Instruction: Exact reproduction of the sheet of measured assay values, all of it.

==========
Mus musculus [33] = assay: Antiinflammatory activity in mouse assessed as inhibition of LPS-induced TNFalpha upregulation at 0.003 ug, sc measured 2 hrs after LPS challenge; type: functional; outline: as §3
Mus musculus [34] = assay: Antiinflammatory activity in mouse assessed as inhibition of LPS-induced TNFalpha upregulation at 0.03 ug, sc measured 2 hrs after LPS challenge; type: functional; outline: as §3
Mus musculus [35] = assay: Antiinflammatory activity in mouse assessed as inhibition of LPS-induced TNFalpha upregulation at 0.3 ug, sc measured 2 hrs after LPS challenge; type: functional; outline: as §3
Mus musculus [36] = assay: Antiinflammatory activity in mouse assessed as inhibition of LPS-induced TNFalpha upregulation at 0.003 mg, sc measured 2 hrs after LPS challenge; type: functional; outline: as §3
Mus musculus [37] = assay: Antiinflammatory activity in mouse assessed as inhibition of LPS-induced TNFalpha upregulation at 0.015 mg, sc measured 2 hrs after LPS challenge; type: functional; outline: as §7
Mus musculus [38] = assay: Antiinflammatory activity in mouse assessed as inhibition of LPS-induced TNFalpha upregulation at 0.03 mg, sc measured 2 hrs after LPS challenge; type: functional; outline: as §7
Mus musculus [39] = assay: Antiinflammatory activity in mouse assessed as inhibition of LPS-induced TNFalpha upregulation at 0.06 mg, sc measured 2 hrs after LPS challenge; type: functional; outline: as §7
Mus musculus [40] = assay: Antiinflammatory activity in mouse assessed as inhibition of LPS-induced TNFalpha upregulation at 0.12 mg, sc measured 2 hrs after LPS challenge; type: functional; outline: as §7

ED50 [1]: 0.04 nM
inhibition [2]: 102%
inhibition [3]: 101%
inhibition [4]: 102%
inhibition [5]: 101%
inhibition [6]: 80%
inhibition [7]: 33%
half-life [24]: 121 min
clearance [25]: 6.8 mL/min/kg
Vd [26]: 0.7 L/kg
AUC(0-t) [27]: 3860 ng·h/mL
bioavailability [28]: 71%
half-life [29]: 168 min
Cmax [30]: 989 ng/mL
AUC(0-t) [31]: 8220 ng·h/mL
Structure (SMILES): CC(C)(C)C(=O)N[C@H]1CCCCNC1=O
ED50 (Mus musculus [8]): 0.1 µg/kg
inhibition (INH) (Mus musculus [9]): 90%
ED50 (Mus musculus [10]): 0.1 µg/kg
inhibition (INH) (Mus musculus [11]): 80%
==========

Mus musculus [33] = assay: Antiinflammatory activity in mouse assessed as inhibition of LPS-induced TNFalpha upregulation at 0.003 ug, sc measured 2 hrs after LPS challenge; type: functional; outline: as §3
Mus musculus [34] = assay: Antiinflammatory activity in mouse assessed as inhibition of LPS-induced TNFalpha upregulation at 0.03 ug, sc measured 2 hrs after LPS challenge; type: functional; outline: as §3
Mus musculus [35] = assay: Antiinflammatory activity in mouse assessed as inhibition of LPS-induced TNFalpha upregulation at 0.3 ug, sc measured 2 hrs after LPS challenge; type: functional; outline: as §3
Mus musculus [36] = assay: Antiinflammatory activity in mouse assessed as inhibition of LPS-induced TNFalpha upregulation at 0.003 mg, sc measured 2 hrs after LPS challenge; type: functional; outline: as §3
Mus musculus [37] = assay: Antiinflammatory activity in mouse assessed as inhibition of LPS-induced TNFalpha upregulation at 0.015 mg, sc measured 2 hrs after LPS challenge; type: functional; outline: as §7
Mus musculus [38] = assay: Antiinflammatory activity in mouse assessed as inhibition of LPS-induced TNFalpha upregulation at 0.03 mg, sc measured 2 hrs after LPS challenge; type: functional; outline: as §7
Mus musculus [39] = assay: Antiinflammatory activity in mouse assessed as inhibition of LPS-induced TNFalpha upregulation at 0.06 mg, sc measured 2 hrs after LPS challenge; type: functional; outline: as §7
Mus musculus [40] = assay: Antiinflammatory activity in mouse assessed as inhibition of LPS-induced TNFalpha upregulation at 0.12 mg, sc measured 2 hrs after LPS challenge; type: functional; outline: as §7

ED50 [1]: 0.04 nM
inhibition [2]: 102%
inhibition [3]: 101%
inhibition [4]: 102%
inhibition [5]: 101%
inhibition [6]: 80%
inhibition [7]: 33%
half-life [24]: 121 min
clearance [25]: 6.8 mL/min/kg
Vd [26]: 0.7 L/kg
AUC(0-t) [27]: 3860 ng·h/mL
bioavailability [28]: 71%
half-life [29]: 168 min
Cmax [30]: 989 ng/mL
AUC(0-t) [31]: 8220 ng·h/mL
Structure (SMILES): CC(C)(C)C(=O)N[C@H]1CCCCNC1=O
ED50 (Mus musculus [8]): 0.1 µg/kg
inhibition (INH) (Mus musculus [9]): 90%
ED50 (Mus musculus [10]): 0.1 µg/kg
inhibition (INH) (Mus musculus [11]): 80%